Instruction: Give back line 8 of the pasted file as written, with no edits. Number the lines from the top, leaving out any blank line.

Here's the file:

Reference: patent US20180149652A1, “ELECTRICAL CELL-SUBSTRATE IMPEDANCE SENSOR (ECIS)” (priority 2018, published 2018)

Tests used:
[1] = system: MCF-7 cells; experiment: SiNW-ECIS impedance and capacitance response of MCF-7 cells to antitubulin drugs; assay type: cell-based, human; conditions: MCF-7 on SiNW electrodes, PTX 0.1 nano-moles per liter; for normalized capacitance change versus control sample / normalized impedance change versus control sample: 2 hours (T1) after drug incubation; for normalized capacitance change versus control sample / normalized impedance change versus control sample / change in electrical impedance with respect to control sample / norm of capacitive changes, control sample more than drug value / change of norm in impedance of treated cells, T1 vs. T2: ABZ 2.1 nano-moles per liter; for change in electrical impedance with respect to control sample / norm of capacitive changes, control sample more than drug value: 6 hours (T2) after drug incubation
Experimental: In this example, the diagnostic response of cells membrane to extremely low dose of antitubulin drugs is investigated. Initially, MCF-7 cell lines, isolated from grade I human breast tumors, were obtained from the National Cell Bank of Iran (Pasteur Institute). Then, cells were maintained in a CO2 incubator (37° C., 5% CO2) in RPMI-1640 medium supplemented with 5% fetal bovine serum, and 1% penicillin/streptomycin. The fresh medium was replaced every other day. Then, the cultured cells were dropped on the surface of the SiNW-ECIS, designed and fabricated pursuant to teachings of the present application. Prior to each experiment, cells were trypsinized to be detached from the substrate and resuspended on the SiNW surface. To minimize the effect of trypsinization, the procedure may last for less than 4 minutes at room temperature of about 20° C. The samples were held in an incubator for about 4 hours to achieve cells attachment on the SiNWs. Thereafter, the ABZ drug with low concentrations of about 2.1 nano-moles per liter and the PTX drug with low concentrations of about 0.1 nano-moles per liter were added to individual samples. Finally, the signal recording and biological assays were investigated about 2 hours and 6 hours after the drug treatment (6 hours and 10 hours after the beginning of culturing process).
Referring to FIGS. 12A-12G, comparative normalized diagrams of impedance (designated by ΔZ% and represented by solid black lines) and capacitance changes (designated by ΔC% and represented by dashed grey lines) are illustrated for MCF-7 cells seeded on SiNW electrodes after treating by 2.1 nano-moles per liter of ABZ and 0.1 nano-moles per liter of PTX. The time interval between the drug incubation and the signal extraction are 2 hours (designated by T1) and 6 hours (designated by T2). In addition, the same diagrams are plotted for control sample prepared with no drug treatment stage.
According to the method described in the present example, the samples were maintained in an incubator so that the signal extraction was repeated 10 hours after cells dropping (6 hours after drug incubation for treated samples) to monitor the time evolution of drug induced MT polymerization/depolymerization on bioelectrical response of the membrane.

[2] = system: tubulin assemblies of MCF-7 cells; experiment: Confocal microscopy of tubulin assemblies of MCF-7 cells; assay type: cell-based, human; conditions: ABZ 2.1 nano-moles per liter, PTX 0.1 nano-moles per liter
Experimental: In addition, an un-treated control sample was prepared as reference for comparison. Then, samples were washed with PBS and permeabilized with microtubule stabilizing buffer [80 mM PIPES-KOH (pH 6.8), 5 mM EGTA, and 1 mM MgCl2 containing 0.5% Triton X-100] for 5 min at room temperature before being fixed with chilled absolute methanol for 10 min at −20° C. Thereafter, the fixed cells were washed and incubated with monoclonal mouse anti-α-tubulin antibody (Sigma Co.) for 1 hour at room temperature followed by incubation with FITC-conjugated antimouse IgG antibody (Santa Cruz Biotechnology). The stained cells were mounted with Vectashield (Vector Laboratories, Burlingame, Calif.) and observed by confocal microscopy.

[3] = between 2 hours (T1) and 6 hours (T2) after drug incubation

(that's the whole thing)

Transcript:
Experimental: In addition, an un-treated control sample was prepared as reference for comparison. Then, samples were washed with PBS and permeabilized with microtubule stabilizing buffer [80 mM PIPES-KOH (pH 6.8), 5 mM EGTA, and 1 mM MgCl2 containing 0.5% Triton X-100] for 5 min at room temperature before being fixed with chilled absolute methanol for 10 min at −20° C. Thereafter, the fixed cells were washed and incubated with monoclonal mouse anti-α-tubulin antibody (Sigma Co.) for 1 hour at room temperature followed by incubation with FITC-conjugated antimouse IgG antibody (Santa Cruz Biotechnology). The stained cells were mounted with Vectashield (Vector Laboratories, Burlingame, Calif.) and observed by confocal microscopy.